Saturday, September 5, 2009

Let's get lost

Some meandering old instructions on how to get lost in a three-day weekend, recently rediscovered:

I am constructing a 1/72 scale diorama in my basement. It is a speculative rendering of the post-apocalyptic landscape of the city I live in. It now consumes most of the space in my cellar, occupying the scale equivalent of three or four square miles.

The buildings are mostly scratch-built, dozens of commercial strip shacks transformed into lonely bunkers for the degenerate hoardings of the human detritus who conduct daily scavenger hunts in the abandoned shopping plazas. Irregularly outfitted armored personnel carriers plod their way through the potholes of parking lots, scrounging for serviceable parts. The figures, most of them plastic toy soldiers modified to neutralize their otherwise obvious aspect as 18th Century hussars or cold war commandos, are often hidden from each other in their desolate post-industrial human dens, underneath rusted manhole covers (indeed, the underground maze I have postulated and constructed is even more elaborate than the surface world). Pith-helmeted expeditioners roam a dying desert of grit, broken glass, and metal fragments, crunching bone underfoot. With careful scrutiny one can find them half-hidden, with scoped rifles braced against collapsed telephone poles, looking for carrion-feeding crows and vultures to drop from the sky. Currently, the human population is 23.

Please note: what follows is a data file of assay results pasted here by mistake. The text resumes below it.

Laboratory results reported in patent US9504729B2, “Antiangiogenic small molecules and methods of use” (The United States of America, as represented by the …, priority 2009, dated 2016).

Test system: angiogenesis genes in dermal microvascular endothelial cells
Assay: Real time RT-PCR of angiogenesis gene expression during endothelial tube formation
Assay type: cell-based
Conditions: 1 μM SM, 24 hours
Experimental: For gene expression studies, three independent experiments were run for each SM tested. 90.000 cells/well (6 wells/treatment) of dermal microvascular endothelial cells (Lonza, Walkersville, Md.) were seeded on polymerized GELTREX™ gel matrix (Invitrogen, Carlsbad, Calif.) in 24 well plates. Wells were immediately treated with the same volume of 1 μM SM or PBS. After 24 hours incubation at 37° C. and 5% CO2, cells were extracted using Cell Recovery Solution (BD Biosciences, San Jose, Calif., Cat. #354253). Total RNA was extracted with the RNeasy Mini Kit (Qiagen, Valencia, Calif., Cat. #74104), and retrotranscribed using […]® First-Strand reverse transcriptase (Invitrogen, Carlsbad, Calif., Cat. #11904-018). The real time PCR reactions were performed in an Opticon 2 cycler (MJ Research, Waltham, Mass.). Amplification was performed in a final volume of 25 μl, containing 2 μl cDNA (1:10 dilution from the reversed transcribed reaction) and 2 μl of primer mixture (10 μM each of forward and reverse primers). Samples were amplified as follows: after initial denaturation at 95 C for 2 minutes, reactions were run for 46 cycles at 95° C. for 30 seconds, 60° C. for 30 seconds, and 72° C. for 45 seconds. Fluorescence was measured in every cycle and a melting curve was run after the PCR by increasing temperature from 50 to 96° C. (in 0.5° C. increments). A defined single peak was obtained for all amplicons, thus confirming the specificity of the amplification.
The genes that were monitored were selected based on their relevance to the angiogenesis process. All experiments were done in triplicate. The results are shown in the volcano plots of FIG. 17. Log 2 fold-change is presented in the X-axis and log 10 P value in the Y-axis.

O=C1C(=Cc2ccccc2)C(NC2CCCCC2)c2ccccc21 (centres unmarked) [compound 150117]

Suburbia Deserta, at Revolution SF.

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